"They’re really really rude about it. There’s an: ’If you’re homeless, you’re a tweaker. You’re on drugs, automatically. You know I mean? They’re really mean and I didn’t realize that until I became that myself," Robbins said.
Amanda McClannahan currently lives at Serenity house, too.
"I was born here in Port Angeles, and the last five years I’ve been in Port Angeles homeless," McClannahan said.
Both said they do know some homeless people who have moved there recently, but most are from the area.
Tabitha Lomker has lived in Port Angeles for the last 11 years. Like many people on the Peninsula, Lomker lived in California before moving up north.
Sharon Maggard, who runs Serenity House, said the conspiracy theory — that most homeless people are being shipped in — is often the only thing people in town want to talk to her about.
"Every day, every day, every day, you know, the contractor that’s working on putting up our building? He says, ‘And I heard that we just bused people in from Seattle or some other place,’" she said.
Every Serenity house resident currently is from the area, she said.
There are some programs to help homeless people with travel expenses to get home to their families. King County has one. But for 2020, there’s no record of anyone using that program to go anywhere on the Olympic Peninsula. And this year’s homeless count in Port Angeles only recorded three people from outside the region.
"Strategy" behind the conspiracy
Incumbent Councilmember Lindsey Schromen-Wawrin said there’s a strategy behind the "big lie."
"We’re told that they’re coming because we have better social services here than where they were. So that prescribes a solution which is ‘Oh, get rid of the social services, and they’ll stop coming,’" he said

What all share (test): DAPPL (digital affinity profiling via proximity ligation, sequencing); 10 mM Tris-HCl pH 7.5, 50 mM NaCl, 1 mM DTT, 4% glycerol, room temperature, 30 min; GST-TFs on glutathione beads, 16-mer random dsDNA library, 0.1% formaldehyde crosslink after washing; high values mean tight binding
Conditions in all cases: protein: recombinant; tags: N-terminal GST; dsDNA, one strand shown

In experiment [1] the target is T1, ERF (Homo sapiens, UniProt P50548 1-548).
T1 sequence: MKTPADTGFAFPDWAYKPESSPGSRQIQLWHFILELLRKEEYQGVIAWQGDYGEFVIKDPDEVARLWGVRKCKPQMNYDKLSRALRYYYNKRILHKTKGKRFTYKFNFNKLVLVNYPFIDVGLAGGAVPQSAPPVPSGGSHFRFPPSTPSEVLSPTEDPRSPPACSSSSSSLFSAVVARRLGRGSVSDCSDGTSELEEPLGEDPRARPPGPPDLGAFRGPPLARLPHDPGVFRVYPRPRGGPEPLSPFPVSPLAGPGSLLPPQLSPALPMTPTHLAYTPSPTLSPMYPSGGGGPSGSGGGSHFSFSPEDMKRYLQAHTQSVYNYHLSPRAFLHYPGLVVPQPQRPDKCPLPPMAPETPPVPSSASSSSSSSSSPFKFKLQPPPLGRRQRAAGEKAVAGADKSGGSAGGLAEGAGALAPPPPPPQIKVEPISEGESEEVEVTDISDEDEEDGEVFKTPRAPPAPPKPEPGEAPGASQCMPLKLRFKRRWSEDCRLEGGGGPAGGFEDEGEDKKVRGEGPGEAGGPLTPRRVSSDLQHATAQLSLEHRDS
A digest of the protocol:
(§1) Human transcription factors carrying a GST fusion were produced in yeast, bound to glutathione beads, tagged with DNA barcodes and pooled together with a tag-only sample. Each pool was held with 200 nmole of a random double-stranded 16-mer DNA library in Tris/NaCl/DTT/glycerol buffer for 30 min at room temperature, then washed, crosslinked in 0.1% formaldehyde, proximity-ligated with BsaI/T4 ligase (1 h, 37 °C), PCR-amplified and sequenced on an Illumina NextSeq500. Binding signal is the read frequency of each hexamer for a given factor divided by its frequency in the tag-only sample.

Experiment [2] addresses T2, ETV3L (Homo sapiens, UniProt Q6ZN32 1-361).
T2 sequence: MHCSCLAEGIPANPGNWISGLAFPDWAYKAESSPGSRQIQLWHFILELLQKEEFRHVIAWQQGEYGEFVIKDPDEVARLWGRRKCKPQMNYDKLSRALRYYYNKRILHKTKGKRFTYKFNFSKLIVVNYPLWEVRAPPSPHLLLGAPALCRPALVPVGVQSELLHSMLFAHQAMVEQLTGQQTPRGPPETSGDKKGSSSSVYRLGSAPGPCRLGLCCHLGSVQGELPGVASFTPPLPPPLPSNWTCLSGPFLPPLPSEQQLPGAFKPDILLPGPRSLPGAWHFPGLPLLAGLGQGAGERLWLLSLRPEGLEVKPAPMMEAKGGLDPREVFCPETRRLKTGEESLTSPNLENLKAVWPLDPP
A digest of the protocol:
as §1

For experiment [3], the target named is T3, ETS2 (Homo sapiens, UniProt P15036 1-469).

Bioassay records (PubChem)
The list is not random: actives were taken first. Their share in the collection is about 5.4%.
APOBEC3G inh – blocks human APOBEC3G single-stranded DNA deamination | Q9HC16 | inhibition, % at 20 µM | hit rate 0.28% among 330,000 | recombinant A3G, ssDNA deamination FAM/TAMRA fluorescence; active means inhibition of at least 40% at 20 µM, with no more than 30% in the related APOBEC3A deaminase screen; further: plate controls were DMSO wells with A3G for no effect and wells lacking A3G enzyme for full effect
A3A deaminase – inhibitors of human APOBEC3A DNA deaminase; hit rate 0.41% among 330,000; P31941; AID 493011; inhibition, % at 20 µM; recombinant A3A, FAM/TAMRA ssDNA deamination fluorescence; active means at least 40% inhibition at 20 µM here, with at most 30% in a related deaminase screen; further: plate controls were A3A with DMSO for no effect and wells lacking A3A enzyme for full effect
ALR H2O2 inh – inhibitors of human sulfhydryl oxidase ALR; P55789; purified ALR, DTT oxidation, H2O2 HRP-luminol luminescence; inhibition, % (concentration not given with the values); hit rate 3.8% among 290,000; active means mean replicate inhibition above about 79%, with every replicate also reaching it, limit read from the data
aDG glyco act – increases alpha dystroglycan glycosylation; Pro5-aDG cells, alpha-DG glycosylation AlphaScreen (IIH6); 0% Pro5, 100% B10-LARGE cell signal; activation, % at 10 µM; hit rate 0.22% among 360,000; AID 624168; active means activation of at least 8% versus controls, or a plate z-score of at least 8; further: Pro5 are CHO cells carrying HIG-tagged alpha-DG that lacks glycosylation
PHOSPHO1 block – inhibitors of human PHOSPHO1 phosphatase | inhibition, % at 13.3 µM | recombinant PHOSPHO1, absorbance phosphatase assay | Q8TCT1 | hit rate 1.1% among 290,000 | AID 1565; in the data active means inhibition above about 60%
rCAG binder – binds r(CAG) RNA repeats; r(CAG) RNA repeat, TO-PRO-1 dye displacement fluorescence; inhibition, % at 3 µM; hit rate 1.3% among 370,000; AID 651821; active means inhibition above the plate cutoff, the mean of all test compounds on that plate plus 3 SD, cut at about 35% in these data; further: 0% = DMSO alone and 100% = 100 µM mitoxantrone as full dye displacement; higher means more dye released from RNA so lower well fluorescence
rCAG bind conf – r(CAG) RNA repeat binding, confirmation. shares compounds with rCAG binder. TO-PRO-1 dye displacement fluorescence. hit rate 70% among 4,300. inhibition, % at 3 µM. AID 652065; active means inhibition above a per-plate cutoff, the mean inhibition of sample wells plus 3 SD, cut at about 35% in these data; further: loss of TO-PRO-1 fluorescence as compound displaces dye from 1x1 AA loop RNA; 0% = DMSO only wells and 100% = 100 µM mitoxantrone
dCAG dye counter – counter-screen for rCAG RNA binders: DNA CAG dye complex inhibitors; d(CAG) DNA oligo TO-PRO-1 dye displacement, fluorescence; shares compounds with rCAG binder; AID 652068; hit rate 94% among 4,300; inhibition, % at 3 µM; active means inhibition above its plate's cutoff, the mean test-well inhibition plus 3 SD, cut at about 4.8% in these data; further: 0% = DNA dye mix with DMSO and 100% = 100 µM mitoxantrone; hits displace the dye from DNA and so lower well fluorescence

Defunding social services is part of what challenger Gina Stamper wants to do.
"As long as we have these services, and as long as we keep expanding these services, they will keep sending them to our town," she said.
Schromen-Wawrin said that’s making policy based on a lie.
A third candidate in the race, Fogtown Coffee Bar owner Jason Thompson, said the city needs to provide more homeless shelters. On the issues though, he is much more conservative than Schromen-Wawrin.
"I feel that a great start is an absolute ban of encampments in downtown Port Angeles," he said.
But he rejects the conspiracy theory.
"I don’t believe that people are being bused in," Thompson said.
He also said he was approached by someone from Donnie Hall’s Independent Advisory Association to ask if he needed help with his campaign. But Thompson turned them down.
Experts say what’s happening in Port Angeles is also happening with Q believers and other conspiracy theorists all over the country — they’ve shifted from wild tales of Satan-worshipping pedophiles to more conventional conspiracies, like the one about Seattle shipping homeless people. And the persistent misinformation makes real issues that communities including Port Angeles face (recovery from the pandemic, addiction, mental health issues, and unaffordable housing) that much harder to address.